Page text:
With Hong Kong’s newly relaxed quarantine rules, it seems every man and his dog is off to Singapore for the Formula 1 this weekend. It makes Spy nostalgic for the days when a carefree splurging of hundreds of millions of dollars on some snippy cars and ageing music divas was “the done thing”. In this era of expensive petrol and carbon-emissions crisis, the entire jamboree has a whiff of bad taste. Nonetheless, if anyone has a pit-lane ticket going spare, you will find Spy only too willing to take it off your hands. Now, if only he could afford the plane ticket, too.
Asset manager, M&G, has appointed a new chief executive. Andrea Rossi, formerly Axa Investment Managers’ CEO, is taking the hotseat as existing chief, John Foley, is stepping down next month. He joins at a rather tricky time as a number of investors have been calling for the break-up of the insurance/investment company. Mr Rossi will reportedly earn a base salary of £875,000 (US$974,186). This would have seemed a fairly decent sum, reckons Spy, until the British government decided to give the pound a proper kicking.
It seems that BlackRock also wants to get in on the metaverse and is launching an ETF so that its investors can go fully digital. The iShares Future Metaverse Tech and Communications ETF is going to list in New York quite soon. The fund does not have a ticker yet. Considering what poor inflows and equally rapid outflows have taken place in the meta investing space, Spy is rather surprised the big beast of Wall Street is so keen. Still, when you are so large you need to be everywhere and in everything, it does make some kind of logic, if not magic, yet.
Any regular readers of the New York Times will know that it is a veritable bastion of the tree-hugging, the eco-friendly and the woke. It did come as a massive surprise to Spy for the Gray Lady to publish yesterday a scathing article on ESG rating agencies. It starts with the headline, “One of the Hottest Trends in the World of Investing Is a Sham” and gets more vicious from there. “On the face of it, ESG investing could be transformative…But the reality is less inspiring. Wall Street’s current system for ESG investing is designed almost entirely to maximise shareholder returns, falsely leading many investors to believe their portfolios are doing good for the world.” Such is the influence of the NYT in the US, Spy would not be surprised if there are real world consequences to the industry from this broadside.
Everybody knows the world is in a complete shambles at the moment. How are funds riding out the storm in Asia? Spy peeked at the Asia-Pacific equity sector on Morningstar and the results were not pretty. The best, yes, best performing fund is Matthews Asia’s Dividend, which is down a mere 16% in the last year. But here’s the catch. You have to have bought the sterling share class. Oops. The reality is that in US dollars, Allianz Global Investors, Matthews Asia, JP Morgan Asset Management and Fidelity’s Apac strategies funds are down at least 30%. There has been absolutely nowhere to hide.
The stock market ugly-stick stats are piling up. The S&P 500 has declined more than 1% on one out of every four days this year. The only higher readings since 1990 were 2002 and 2008. Bears outnumbered bulls by 43% in last week’s AAII sentiment survey. With data going back to 1987, the only other times we’ve seen sentiment this bearish was 1 October 1990 and 2 March 2009, which turned out to be the week of the GFC lows.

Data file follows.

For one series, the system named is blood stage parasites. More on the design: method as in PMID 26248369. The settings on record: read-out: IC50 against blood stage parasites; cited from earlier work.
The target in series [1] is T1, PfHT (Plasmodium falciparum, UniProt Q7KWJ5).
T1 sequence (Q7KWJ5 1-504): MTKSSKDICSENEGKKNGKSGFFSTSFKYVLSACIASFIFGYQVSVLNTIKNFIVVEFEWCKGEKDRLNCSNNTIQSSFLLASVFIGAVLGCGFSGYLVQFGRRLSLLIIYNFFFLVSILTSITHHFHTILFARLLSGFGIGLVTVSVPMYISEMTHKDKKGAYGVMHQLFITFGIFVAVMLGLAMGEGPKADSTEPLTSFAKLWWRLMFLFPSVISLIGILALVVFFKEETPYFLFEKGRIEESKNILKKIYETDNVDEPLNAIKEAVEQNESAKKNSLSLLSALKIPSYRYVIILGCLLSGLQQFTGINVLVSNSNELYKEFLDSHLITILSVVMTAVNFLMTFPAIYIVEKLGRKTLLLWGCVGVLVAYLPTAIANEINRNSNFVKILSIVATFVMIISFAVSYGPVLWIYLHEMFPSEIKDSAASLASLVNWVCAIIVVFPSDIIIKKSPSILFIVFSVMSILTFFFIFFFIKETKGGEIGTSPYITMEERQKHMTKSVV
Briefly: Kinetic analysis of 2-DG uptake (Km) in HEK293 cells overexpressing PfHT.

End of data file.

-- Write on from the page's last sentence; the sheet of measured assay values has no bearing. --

It was the best of times, it was the worst of times. Spy’s Tale of Two Investors is positively Dickensian. Speaking to a Hong Kong-based wealth manager this week, the miserable fellow quipped, “What is the point of looking at my screen; every single portfolio I manage is taking a beating. Even the ‘cautious’ one is looking like a high-vol growth strategy having a bad hair day. It is thoroughly depressing.” Conversely, Spy chatted to a South African, Australia-based HNWI investor who said “things are now beginning to look very interesting. I am sensing maximum pessimism. I am starting to nibble”. If Spy remembers correctly, at the end of Dickens’ story, somebody loses their head…
For those looking in amazement at the British pound’s gyrations, it may be worth recalling the following, courtesy of Simon Murphy at Tyndall Asset Management. “In March 1981, 364 ‘expert’ economists were so incensed they collectively wrote to The Times newspaper arguing strongly against the monetary and fiscal policies of British Prime Minister Margaret Thatcher’s government. Their concerns were duly ignored, which was just as well as history would show they were, more or less, dead wrong…Wall Street trading legend Bob Farrell wrote his ‘10 rules for investing’. Rule 9 seems particularly apt today: ‘when all the experts and forecasts agree, something else is going to happen.’
There are so many odd stories going around at the moment, even the most ardent newshound such as your humble Spy battles to keep up. The sabotage of the Nordstream II gas pipeline to Germany from Russia has to take the cake. That rather excitable source of gossip, Zerohedge, wrote yesterday: “Germany believes high explosive devices equivalent to ‘500 kilograms of TNT’ was (sic) used to destroy Nordstream.” The filmmakers behind the James Bond series may just have found their latest villain.
Spy’s trusty photographers have spotted a new outdoor campaign in Singapore. At Raffles place, BNP Paribas Asset Management is promoting its Sustainable Cities Bond Fund.
Until next week…